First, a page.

In the case group, positive results were reported in 37% and 56% of the subjects in direct smear and culture, respectively, while in the control group, positive results were reported in 8% and 24% of the participants in direct smear and culture studies, respectively. Therefore, culture studies showed sensitivity and specificity of 51% and 92%, respectively.
Among patients with lymphohematopoietic malignancies, 54% had clinical signs including white spots on the mouth and tongue (30%), redness of the mouth (14%), lip fissures (12%), burning mouth (10%), sore throat (7%), and fissure of tongue (5%). On the other hand, 22% of the subjects showed no clinical signs or symptoms; however, in the control group, no signs or symptoms of candidiasis were reported in the oral cavity.
The most common Candida species on CHROMagar Candida were C. albicans (31%), other non-C. albicans species (14.7%), C. glabrata (6.8%), and C. krusei (0.98%) in the case group, while in the control group, the most common species was other non-C. albicans species (10%), followed by C. albicans (8%) (Table 1).
Fungal organisms are a cause of nosocomial infections and a major source of morbidity and mortality. Modern medicine is faced with great challenges, considering the increased length of hospital stay and high healthcare costs in critically ill or immuno-compromised children and patients with nosocomial infections, hematological diseases, or other malignancies [3, 14-18].
In studies by Kumar et al. in Chennai, India and Walsh et al. in France, invasive fungal infections such as aspergillosis and candidiasis were introduced as important causes of morbidity and mortality in immunocompromised children, particularly those with hematologic malignancies, stem cell transplantation, and acquired immunodeficiency [14, 19].
|Culture||Case group||Control group||Total|
|Other non-C. albicans species||1||0.98||5||10.0||24||15.7|
The prevalence of fungal infections is increased by the rise in the number of immunocompromised patients, chemotherapy dose intensity, increased length of hospital stay, extensive ulceration of mucous membranes, prolonged treatment with multiple broad-spectrum antibiotics, and common use of indwelling intravascular devices [11, 15, 20].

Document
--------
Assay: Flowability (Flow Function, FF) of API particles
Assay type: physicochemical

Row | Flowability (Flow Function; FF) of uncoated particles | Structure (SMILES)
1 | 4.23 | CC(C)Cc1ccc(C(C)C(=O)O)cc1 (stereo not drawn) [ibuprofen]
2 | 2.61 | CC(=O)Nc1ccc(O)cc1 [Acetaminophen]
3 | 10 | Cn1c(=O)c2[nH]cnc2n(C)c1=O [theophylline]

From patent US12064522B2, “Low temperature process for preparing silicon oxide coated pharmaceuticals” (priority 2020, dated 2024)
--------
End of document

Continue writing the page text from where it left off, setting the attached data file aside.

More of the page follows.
Based on a study by Saha et al., the ascribable mortality of acute candidiasis is 10-15% in children suspected of septicemia . The present study was performed to evaluate the incidence of oropharyngeal candidiasis and to compare the type of causative fungi in children with lymphohematopoietic malignancies and control subjects.
In this study, the most common Candida species were C. albicans (31%), other non-C. albicans species (14.7%), C. glabrata (6.8%), and C. krusei (0.98%) in the case group, respectively. In the control group, the most common species were other non-C. albicans species (10%) and C. albicans (8%), respectively. C. albicans has been long recognized as the most common cause of disseminated candidiasis, followed by C. glabrata and other non-C. albicans species in pediatric and adult patients [11, 14, 20, 22].
Another aspect of candidemia is the economic burden on the patient and hospital. This economic impact has been associated with the increased costs of care including the use of antifungal agents and prolonged length of hospital stay, especially in severely immu-nosuppressed patients with hematological malignancies [20, 23-26].
C . albicans, other non-C. albicans species, and C. glabrata were the most common Candida species among the evaluated patients. Candida species were the most common fungal pathogens in pediatric cancer patients. Therefore, efforts should be made to prevent fungemia and fungal pneumonia. Also, non-C. albicans species must be considered as a new risk factor for pediatric cancer patients.